- Share this article on Facebook
- Share this article on Twitter
- Share this article on Email
- Show additional share options
- Share this article on Print
- Share this article on Comment
- Share this article on Whatsapp
- Share this article on Linkedin
- Share this article on Reddit
- Share this article on Pinit
- Share this article on Tumblr
The New York Times’ longtime TV critic Alessandra Stanley drew ire when she published a story last week about how Grey’s Anatomy and Scandal creator Shonda Rhimes “reset the image of African-American women on television.”
“When Shonda Rhimes writes her autobiography, it should be called How to Get Away With Being an Angry Black Woman,” wrote Stanley.
Stanley referenced such characters as Grey’s Miranda Bailey (Chandra Wilson) and Scandal’s Olivia Pope (Kerry Washington), but she primarily focused on How to Get Away With Murder‘s Annalise Keating, played by Viola Davis in the new ABC series, which is executive produced by Rhimes and created by ShondaLand writer Peter Nowalk.
Rhimes responded on Twitter, pointing out that she was not the creator of the new series. “Confused why @nytimes critic doesn’t know identity of CREATOR of show she’s reviewing. @petenowa did u know u were ‘an angry black woman’?”
Rhimes added that she hadn’t realized she was “an angry black woman” and questioned why Stanley didn’t refer to her white female leads. When she was asked by a Twitter follower whether she had seen a certain article about the debate, Rhimes tweeted back: “I’ve been too busy being angry and black. Also a woman. Takes up a lot of time.”
On Monday morning, the Times public editor, Margaret Sullivan, weighed in on Stanley’s story with a response titled “An Article on Shonda Rhimes Rightly Causes a Furor.” She noted that many readers found it “completely off-base,” “offensive” or “racist.”
“The readers and commentators are correct to protest this story,” Sullivan wrote. “Intended to be in praise of Ms. Rhimes, it delivered that message in a condescending way that was — at best — astonishingly tone-deaf and out of touch.”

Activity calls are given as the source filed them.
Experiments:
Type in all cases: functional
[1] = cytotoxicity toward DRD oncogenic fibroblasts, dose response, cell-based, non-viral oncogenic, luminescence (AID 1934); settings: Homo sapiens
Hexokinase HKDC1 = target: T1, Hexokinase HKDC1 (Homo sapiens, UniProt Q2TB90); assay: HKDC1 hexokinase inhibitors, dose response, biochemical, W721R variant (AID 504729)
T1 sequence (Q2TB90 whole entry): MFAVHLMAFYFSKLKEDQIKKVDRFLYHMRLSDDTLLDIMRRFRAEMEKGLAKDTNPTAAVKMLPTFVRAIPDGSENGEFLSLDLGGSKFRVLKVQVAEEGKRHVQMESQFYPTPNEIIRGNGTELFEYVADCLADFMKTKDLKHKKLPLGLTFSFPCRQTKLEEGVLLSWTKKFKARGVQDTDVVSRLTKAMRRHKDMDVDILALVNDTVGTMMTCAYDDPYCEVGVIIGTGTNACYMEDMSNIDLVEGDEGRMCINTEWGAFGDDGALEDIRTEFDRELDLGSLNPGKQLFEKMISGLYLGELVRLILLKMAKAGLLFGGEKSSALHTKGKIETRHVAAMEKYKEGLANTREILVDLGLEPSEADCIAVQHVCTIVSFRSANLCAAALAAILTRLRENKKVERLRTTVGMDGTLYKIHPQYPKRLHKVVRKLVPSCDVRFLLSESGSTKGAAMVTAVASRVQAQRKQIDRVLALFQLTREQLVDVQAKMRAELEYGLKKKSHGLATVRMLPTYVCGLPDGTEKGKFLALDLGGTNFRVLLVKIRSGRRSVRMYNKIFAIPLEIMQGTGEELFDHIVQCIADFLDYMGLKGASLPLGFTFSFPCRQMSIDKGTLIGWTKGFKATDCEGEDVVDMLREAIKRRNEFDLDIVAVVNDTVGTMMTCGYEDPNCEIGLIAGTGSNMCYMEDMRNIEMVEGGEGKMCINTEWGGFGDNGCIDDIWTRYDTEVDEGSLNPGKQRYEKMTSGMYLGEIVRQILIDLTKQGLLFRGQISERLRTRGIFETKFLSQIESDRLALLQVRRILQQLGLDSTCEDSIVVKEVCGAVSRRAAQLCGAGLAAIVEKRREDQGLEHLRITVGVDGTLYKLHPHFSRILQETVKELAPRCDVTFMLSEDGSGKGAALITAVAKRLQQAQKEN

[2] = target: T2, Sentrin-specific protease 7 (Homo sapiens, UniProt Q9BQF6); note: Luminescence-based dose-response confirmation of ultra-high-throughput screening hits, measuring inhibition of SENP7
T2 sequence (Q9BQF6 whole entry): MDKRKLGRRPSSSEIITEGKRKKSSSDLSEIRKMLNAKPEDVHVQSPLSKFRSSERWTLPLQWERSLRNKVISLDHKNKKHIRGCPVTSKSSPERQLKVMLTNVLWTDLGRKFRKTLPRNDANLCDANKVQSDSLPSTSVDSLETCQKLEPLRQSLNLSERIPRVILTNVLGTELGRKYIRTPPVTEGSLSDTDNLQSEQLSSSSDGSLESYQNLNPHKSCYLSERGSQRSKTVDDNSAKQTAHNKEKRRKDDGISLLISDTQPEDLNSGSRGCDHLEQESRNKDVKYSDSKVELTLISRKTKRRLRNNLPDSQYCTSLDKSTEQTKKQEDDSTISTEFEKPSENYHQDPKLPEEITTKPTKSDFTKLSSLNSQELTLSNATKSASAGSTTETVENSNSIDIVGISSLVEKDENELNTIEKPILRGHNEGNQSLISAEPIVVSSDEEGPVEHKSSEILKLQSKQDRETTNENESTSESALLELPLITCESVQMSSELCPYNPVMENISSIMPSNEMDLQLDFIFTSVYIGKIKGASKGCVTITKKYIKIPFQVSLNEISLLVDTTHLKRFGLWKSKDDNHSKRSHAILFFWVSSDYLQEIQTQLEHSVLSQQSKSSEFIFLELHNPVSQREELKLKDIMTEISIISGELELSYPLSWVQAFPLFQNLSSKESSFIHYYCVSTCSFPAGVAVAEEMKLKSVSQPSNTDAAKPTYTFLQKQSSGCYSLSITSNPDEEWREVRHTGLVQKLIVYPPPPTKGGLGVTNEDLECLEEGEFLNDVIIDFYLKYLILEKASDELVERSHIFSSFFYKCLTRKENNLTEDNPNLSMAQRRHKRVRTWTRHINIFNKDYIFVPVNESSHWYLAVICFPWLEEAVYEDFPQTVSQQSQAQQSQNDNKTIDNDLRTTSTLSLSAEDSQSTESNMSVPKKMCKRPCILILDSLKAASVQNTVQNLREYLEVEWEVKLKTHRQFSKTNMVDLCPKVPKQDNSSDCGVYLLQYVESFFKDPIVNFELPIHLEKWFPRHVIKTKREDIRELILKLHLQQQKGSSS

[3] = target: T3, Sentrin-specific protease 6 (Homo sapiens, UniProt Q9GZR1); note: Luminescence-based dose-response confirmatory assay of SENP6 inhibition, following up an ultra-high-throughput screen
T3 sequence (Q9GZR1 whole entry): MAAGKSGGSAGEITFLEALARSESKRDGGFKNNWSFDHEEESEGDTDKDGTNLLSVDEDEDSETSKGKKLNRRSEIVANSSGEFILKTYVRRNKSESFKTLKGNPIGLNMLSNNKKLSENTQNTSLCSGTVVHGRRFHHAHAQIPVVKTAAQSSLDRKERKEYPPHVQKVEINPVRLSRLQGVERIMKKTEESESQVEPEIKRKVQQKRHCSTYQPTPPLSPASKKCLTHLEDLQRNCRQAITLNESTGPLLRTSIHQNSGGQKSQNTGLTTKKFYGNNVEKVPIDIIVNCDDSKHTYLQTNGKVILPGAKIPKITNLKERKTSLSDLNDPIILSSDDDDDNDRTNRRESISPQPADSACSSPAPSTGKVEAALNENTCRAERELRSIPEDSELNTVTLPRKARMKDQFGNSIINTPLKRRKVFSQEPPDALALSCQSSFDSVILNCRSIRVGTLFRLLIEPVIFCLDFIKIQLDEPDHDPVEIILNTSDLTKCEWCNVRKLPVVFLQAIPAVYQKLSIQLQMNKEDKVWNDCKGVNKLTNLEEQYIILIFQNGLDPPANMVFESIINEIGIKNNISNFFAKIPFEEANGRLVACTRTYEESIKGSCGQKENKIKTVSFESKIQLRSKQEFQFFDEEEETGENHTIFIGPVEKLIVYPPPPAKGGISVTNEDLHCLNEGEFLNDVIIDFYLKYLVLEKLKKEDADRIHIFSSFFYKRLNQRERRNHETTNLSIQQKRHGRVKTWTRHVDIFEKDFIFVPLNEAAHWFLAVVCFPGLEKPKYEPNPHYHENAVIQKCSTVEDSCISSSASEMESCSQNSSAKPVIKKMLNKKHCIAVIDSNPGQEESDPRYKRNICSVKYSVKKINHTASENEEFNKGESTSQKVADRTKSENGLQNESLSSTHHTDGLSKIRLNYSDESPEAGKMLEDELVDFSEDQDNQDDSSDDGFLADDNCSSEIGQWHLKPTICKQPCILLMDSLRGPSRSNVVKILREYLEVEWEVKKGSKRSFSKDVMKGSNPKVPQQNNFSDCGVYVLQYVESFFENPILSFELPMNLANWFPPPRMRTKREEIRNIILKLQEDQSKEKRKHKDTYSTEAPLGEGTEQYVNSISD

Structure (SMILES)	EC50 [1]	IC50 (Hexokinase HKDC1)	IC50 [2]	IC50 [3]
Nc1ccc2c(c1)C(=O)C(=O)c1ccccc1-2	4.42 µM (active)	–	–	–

Sullivan also shared a letter written by Patricia Washington, a longtime Times subscriber who identified herself as “a black woman and a lawyer.”
“Ms. Stanley’s story was a backhand to me and it hurts,” Washington wrote. “For the first time, I am considering cancelling my New York Times subscription because this story is much more than disagreeing with the writer’s opinion. This story denigrated every black woman in America, beginning with Shonda Rhimes, that dares to strive to make a respectable life for herself. No matter what we do, as far as Ms. Stanley is concerned, we will always be angry and have potent libidos as we have been perceived from slavery, to Jim Crow, and sadly in September 2014, the 21st century.”
For her part, Stanley has defended the piece: “The whole point of the piece — once you read past the first 140 characters — is to praise Shonda Rhimes for pushing back so successfully on a tiresome but insidious stereotype.”
Sullivan wrote that she has contacted Stanley for additional comment and “asked her to describe her interactions with Times editors before the article was published.” Sullivan also has reached out to culture editor Danielle Mattoon as well as executive editor Dean Baquet for comment.
“There are some big questions here — about diversity, about editing procedures and about how The Times deals with stories about women and race,” Sullivan wrote. “They are worth exploring in depth.”
Lorena O’Neil contributed to this report.
Sign up for THR news straight to your inbox every day